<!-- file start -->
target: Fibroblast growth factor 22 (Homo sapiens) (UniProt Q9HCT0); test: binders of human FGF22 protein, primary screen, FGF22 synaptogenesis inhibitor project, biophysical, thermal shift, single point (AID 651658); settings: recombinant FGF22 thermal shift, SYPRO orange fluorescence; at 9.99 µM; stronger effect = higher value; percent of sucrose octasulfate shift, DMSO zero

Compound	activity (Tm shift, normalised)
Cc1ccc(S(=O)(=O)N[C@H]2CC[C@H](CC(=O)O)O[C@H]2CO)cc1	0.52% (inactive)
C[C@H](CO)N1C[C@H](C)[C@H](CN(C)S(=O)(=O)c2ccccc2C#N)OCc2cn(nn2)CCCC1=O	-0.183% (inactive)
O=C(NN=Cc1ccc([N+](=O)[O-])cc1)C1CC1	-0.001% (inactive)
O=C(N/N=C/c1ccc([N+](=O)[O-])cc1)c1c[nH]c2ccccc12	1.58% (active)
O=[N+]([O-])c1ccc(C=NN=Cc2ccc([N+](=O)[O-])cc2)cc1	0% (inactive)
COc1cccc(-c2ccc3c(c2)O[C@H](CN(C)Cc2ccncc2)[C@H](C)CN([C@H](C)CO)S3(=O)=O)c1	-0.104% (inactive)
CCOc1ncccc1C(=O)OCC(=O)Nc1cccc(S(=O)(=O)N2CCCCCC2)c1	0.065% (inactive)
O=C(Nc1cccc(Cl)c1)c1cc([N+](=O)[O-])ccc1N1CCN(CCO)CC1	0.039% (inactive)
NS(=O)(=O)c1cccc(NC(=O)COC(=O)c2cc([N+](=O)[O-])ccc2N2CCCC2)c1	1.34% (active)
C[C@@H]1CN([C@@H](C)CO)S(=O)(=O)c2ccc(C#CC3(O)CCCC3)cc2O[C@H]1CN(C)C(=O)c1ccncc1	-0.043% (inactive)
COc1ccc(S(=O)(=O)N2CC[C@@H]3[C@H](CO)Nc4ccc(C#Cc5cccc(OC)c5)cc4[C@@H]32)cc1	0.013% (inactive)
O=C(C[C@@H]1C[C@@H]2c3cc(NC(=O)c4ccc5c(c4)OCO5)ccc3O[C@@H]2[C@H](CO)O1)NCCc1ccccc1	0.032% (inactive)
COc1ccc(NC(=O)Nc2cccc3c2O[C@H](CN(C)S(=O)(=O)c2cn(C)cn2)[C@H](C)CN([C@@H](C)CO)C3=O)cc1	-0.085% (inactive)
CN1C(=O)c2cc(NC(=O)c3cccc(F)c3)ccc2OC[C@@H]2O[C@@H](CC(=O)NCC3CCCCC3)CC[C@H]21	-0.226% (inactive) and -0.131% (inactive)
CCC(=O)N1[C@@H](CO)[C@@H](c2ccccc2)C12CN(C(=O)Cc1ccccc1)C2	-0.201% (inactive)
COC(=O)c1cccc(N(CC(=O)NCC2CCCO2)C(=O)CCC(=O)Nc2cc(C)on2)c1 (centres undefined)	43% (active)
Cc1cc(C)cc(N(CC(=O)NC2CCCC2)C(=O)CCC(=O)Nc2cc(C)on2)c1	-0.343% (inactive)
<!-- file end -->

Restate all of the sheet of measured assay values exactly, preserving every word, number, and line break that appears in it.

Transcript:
target: Fibroblast growth factor 22 (Homo sapiens) (UniProt Q9HCT0); test: binders of human FGF22 protein, primary screen, FGF22 synaptogenesis inhibitor project, biophysical, thermal shift, single point (AID 651658); settings: recombinant FGF22 thermal shift, SYPRO orange fluorescence; at 9.99 µM; stronger effect = higher value; percent of sucrose octasulfate shift, DMSO zero

Compound	activity (Tm shift, normalised)
Cc1ccc(S(=O)(=O)N[C@H]2CC[C@H](CC(=O)O)O[C@H]2CO)cc1	0.52% (inactive)
C[C@H](CO)N1C[C@H](C)[C@H](CN(C)S(=O)(=O)c2ccccc2C#N)OCc2cn(nn2)CCCC1=O	-0.183% (inactive)
O=C(NN=Cc1ccc([N+](=O)[O-])cc1)C1CC1	-0.001% (inactive)
O=C(N/N=C/c1ccc([N+](=O)[O-])cc1)c1c[nH]c2ccccc12	1.58% (active)
O=[N+]([O-])c1ccc(C=NN=Cc2ccc([N+](=O)[O-])cc2)cc1	0% (inactive)
COc1cccc(-c2ccc3c(c2)O[C@H](CN(C)Cc2ccncc2)[C@H](C)CN([C@H](C)CO)S3(=O)=O)c1	-0.104% (inactive)
CCOc1ncccc1C(=O)OCC(=O)Nc1cccc(S(=O)(=O)N2CCCCCC2)c1	0.065% (inactive)
O=C(Nc1cccc(Cl)c1)c1cc([N+](=O)[O-])ccc1N1CCN(CCO)CC1	0.039% (inactive)
NS(=O)(=O)c1cccc(NC(=O)COC(=O)c2cc([N+](=O)[O-])ccc2N2CCCC2)c1	1.34% (active)
C[C@@H]1CN([C@@H](C)CO)S(=O)(=O)c2ccc(C#CC3(O)CCCC3)cc2O[C@H]1CN(C)C(=O)c1ccncc1	-0.043% (inactive)
COc1ccc(S(=O)(=O)N2CC[C@@H]3[C@H](CO)Nc4ccc(C#Cc5cccc(OC)c5)cc4[C@@H]32)cc1	0.013% (inactive)
O=C(C[C@@H]1C[C@@H]2c3cc(NC(=O)c4ccc5c(c4)OCO5)ccc3O[C@@H]2[C@H](CO)O1)NCCc1ccccc1	0.032% (inactive)
COc1ccc(NC(=O)Nc2cccc3c2O[C@H](CN(C)S(=O)(=O)c2cn(C)cn2)[C@H](C)CN([C@@H](C)CO)C3=O)cc1	-0.085% (inactive)
CN1C(=O)c2cc(NC(=O)c3cccc(F)c3)ccc2OC[C@@H]2O[C@@H](CC(=O)NCC3CCCCC3)CC[C@H]21	-0.226% (inactive) and -0.131% (inactive)
CCC(=O)N1[C@@H](CO)[C@@H](c2ccccc2)C12CN(C(=O)Cc1ccccc1)C2	-0.201% (inactive)
COC(=O)c1cccc(N(CC(=O)NCC2CCCO2)C(=O)CCC(=O)Nc2cc(C)on2)c1 (centres undefined)	43% (active)
Cc1cc(C)cc(N(CC(=O)NC2CCCC2)C(=O)CCC(=O)Nc2cc(C)on2)c1	-0.343% (inactive)